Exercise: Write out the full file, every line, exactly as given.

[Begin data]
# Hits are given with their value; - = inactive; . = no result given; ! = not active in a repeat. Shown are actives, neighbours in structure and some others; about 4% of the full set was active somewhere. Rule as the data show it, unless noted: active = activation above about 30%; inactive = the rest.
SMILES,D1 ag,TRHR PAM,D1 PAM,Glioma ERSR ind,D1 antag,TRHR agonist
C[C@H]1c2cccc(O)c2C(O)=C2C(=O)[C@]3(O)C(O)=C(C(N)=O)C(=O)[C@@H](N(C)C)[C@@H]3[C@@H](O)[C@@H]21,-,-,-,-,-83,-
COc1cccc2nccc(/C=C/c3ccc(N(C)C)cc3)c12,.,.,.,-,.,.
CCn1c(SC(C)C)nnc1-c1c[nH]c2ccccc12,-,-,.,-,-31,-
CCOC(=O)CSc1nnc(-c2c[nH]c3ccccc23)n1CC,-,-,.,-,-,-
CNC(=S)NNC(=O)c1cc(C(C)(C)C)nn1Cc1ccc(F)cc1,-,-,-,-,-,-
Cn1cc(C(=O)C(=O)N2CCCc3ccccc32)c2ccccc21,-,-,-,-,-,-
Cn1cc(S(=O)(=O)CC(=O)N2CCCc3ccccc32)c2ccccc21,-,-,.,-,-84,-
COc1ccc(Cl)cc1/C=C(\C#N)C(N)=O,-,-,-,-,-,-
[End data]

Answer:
# Hits are given with their value; - = inactive; . = no result given; ! = not active in a repeat. Shown are actives, neighbours in structure and some others; about 4% of the full set was active somewhere. Rule as the data show it, unless noted: active = activation above about 30%; inactive = the rest.
SMILES,D1 ag,TRHR PAM,D1 PAM,Glioma ERSR ind,D1 antag,TRHR agonist
C[C@H]1c2cccc(O)c2C(O)=C2C(=O)[C@]3(O)C(O)=C(C(N)=O)C(=O)[C@@H](N(C)C)[C@@H]3[C@@H](O)[C@@H]21,-,-,-,-,-83,-
COc1cccc2nccc(/C=C/c3ccc(N(C)C)cc3)c12,.,.,.,-,.,.
CCn1c(SC(C)C)nnc1-c1c[nH]c2ccccc12,-,-,.,-,-31,-
CCOC(=O)CSc1nnc(-c2c[nH]c3ccccc23)n1CC,-,-,.,-,-,-
CNC(=S)NNC(=O)c1cc(C(C)(C)C)nn1Cc1ccc(F)cc1,-,-,-,-,-,-
Cn1cc(C(=O)C(=O)N2CCCc3ccccc32)c2ccccc21,-,-,-,-,-,-
Cn1cc(S(=O)(=O)CC(=O)N2CCCc3ccccc32)c2ccccc21,-,-,.,-,-84,-
COc1ccc(Cl)cc1/C=C(\C#N)C(N)=O,-,-,-,-,-,-